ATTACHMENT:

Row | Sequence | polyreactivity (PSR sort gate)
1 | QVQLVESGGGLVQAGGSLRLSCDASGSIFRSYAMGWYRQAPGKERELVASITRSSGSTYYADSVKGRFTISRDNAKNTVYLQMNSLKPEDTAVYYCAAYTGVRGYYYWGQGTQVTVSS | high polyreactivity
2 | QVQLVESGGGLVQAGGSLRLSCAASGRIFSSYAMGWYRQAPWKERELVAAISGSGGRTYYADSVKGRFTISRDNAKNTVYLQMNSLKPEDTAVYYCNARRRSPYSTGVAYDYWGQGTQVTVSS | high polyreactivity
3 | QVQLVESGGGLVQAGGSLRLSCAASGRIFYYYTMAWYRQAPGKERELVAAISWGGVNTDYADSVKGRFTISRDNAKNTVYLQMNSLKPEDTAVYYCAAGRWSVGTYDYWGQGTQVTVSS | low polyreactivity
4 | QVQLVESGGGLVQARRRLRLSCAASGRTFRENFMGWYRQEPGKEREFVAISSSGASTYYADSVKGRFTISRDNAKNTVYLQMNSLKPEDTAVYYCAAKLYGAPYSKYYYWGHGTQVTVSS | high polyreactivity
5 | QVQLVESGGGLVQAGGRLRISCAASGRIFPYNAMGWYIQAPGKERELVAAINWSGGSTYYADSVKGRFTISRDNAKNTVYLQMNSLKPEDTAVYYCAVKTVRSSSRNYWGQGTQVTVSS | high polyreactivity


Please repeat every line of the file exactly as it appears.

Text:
Row | Sequence | polyreactivity (PSR sort gate)
1 | QVQLVESGGGLVQAGGSLRLSCDASGSIFRSYAMGWYRQAPGKERELVASITRSSGSTYYADSVKGRFTISRDNAKNTVYLQMNSLKPEDTAVYYCAAYTGVRGYYYWGQGTQVTVSS | high polyreactivity
2 | QVQLVESGGGLVQAGGSLRLSCAASGRIFSSYAMGWYRQAPWKERELVAAISGSGGRTYYADSVKGRFTISRDNAKNTVYLQMNSLKPEDTAVYYCNARRRSPYSTGVAYDYWGQGTQVTVSS | high polyreactivity
3 | QVQLVESGGGLVQAGGSLRLSCAASGRIFYYYTMAWYRQAPGKERELVAAISWGGVNTDYADSVKGRFTISRDNAKNTVYLQMNSLKPEDTAVYYCAAGRWSVGTYDYWGQGTQVTVSS | low polyreactivity
4 | QVQLVESGGGLVQARRRLRLSCAASGRTFRENFMGWYRQEPGKEREFVAISSSGASTYYADSVKGRFTISRDNAKNTVYLQMNSLKPEDTAVYYCAAKLYGAPYSKYYYWGHGTQVTVSS | high polyreactivity
5 | QVQLVESGGGLVQAGGRLRISCAASGRIFPYNAMGWYIQAPGKERELVAAINWSGGSTYYADSVKGRFTISRDNAKNTVYLQMNSLKPEDTAVYYCAVKTVRSSSRNYWGQGTQVTVSS | high polyreactivity